Krutil was on standby on September 11, 2001. She recalls, “Due to time zone differences, the attack on the US happened during the night.  I was unaware of this until after I had gotten up in the morning.  I called in to see if there was the chance we might be going somewhere that day, just to get a heads up on the day.  I was informed to turn on my TV and that the FAA had cancelled all flying.  However, due to an urgent patient who needed to get to Guam, we still had a mission to do.  All flying had ceased from Yokota AB.  It took all day to get security clearances, and clearances to fly.  That night, we took off from Yokota to go to Guam.  It was the quietest, most eerie night I've ever flown. No other aircraft, no radio traffic, just silence.  The approximately three hour flight seemed to take forever.  I still get goosebumps today just thinking about it.  Especially knowing I am one of very few Americans who flew directly after the attacks.”

Flying is a family affair as Major Krutil’s husband Clarke, whom she met while working at the Combined Air Ops Center (CAOC) in Al Udeid, is a former C-130J pilot with the Royal Australian Air Force. When she was reassigned to the UK in 2005 as an exchange pilot and flew C-130K’s with the Brits out of RAF Lyneham, flying all over the UK, Europe and Africa, Clarke wound up stationed there too---also as an exchange pilot. The two fell in love and when he had just a year left in the UK and Krutil was faced with an important decision---relocate to Little Rock Air Force Base as an instructor or separate from the Air Force, she chose to leave the service she loved. She and her husband were married in a castle in England and now live happily in Perth, Australia with two wonderful children.

Cherish, Clarke & family. (Photo credit: Cherish Krutil)

Cherish, Clarke & family. (Photo credit: Cherish Krutil)

For the last five years, Krutil has worked for Jacobs Australia, CAE, and IDAT in the area of aviation training/development/design.  She is also a pilot studies lecturer at Polytechnic West and a business owner (Independent Consultant for Rodan and Fields).  While she is now a dual citizen of both the United States and Australia, she strives to connect the cultures. She will be a founding member of the newly formed Veterans of Foreign Wars (VFW) in Australia, regularly participates in ANZAC ceremonies to commemorate the Australia and New Zealand Army Corps in April each year who fought at Gallipoli against the Ottoman Empire during World War I, and actively participates in US Memorial Services in Perth and other activities.

Cherish Krutil with the C-9. (Photo credit: Cherish Krutil)

Cherish Krutil with the C-9. (Photo credit: Cherish Krutil)

Krutil is indebted to the WASP for their service. She says, “The fact that these women were flying is a testament to how much they loved flying.  No honors, no recognition, nothing.  Most military members do not join the military for recognition or honors, but do it for the country.  You cannot sign on a dotted line, which includes the possibility of the ultimate sacrifice, if you do not love the country.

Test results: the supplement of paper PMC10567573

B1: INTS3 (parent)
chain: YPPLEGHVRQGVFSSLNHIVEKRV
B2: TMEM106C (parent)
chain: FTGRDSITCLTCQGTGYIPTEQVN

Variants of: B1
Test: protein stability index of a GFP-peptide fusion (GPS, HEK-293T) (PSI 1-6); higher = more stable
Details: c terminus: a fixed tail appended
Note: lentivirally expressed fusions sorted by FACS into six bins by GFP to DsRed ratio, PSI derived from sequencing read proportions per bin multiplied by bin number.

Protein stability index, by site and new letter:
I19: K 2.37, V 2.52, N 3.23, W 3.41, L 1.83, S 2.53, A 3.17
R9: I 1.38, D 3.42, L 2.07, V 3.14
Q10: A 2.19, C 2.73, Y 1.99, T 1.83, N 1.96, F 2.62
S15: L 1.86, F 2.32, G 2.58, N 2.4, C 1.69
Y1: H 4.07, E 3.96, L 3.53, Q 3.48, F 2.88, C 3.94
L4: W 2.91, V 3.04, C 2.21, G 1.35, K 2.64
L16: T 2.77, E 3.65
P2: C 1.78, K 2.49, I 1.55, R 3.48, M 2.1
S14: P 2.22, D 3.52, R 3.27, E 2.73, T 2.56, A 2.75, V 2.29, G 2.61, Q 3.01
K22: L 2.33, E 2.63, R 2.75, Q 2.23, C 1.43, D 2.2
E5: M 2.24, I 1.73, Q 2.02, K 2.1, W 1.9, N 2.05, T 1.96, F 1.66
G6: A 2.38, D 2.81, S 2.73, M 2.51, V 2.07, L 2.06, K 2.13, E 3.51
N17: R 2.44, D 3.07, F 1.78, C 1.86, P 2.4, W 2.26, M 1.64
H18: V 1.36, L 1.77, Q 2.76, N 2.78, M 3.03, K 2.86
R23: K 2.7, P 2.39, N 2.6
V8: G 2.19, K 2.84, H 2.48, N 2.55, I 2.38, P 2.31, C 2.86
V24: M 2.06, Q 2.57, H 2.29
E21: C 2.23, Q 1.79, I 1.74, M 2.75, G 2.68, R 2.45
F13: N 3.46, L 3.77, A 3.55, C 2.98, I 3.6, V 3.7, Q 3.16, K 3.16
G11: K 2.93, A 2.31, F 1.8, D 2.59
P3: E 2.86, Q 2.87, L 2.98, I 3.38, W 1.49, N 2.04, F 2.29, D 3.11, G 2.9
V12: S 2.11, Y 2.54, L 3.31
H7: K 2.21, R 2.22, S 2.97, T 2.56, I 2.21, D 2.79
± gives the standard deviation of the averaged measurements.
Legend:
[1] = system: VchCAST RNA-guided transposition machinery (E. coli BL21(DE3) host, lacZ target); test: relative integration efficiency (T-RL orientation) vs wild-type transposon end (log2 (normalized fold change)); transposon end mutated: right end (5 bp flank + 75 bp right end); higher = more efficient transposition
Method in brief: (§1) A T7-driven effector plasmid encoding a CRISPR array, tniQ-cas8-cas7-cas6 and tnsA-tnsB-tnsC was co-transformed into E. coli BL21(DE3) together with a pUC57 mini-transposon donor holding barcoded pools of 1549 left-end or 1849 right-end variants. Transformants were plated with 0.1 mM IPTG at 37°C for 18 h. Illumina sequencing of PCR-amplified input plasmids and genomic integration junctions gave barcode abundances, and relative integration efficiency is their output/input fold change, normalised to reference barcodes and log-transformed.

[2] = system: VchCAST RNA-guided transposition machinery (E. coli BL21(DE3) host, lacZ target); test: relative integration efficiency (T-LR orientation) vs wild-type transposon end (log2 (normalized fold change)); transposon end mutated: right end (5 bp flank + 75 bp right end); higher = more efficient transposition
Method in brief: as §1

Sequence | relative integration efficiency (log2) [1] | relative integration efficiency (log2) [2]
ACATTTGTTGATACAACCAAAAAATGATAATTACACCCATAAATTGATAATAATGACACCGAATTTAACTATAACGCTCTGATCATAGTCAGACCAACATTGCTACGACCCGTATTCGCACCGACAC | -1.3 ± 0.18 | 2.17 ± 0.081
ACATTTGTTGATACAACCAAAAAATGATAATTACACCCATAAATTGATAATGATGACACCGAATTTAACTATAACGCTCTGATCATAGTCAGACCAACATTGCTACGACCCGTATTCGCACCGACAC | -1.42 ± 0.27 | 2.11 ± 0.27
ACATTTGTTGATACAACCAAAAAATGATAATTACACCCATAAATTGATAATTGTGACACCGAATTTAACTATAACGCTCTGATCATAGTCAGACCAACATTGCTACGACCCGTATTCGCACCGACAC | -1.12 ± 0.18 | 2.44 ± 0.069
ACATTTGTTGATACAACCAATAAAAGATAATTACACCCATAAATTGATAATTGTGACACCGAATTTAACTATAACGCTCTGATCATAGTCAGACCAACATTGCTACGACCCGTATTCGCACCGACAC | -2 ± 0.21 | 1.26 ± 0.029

I am in awe of what they accomplished.  It's women like them who inspired me to go on the journey I chose.  I can wholeheartedly understand the love and passion for flying an airplane.  These women did something well before their time, but if they hadn't they would not have paved the way for someone like myself.  I can only be humbled in their presence and of their accomplishments.  They deserve all the honors the men received, plus some! It is not only them who sacrificed during their journey, but their friends and families too.  I am sure they had some support, but at the same time, they were met with resistance and skepticism from many.  I can only say "thank you" to the WASPs.  It brings tears to my eyes to know how hard their journey was, as although mine was not easy, it was definitely easier due to the barriers the WASPs broke.  Having said that, I can also appreciate how full of love and passion runs through their veins when they were flying.  There is no other feeling like it in the world.  It will never go away and for those who have it in them, they will always be looking up to the sky.”

Major Krutil uses the lessons she has learned from the WASP combined with her own experiences to teach her children valuable lessons about life. “I hope that my past experiences can show my kids that you can be whatever you want to be.  Follow your heart and do what you love.  Don't worry about what other people say.  I hope this rings true for both of my kids, but especially for my daughter. I hope I can be a small inspiration to them, just as the WASP were a HUGE inspiration to me.”

We appreciate Major Krutil’s service to our country and her devotion to teaching her children that they can live their dreams. The younger generation will someday lead the world and we all want them to believe anything is possible!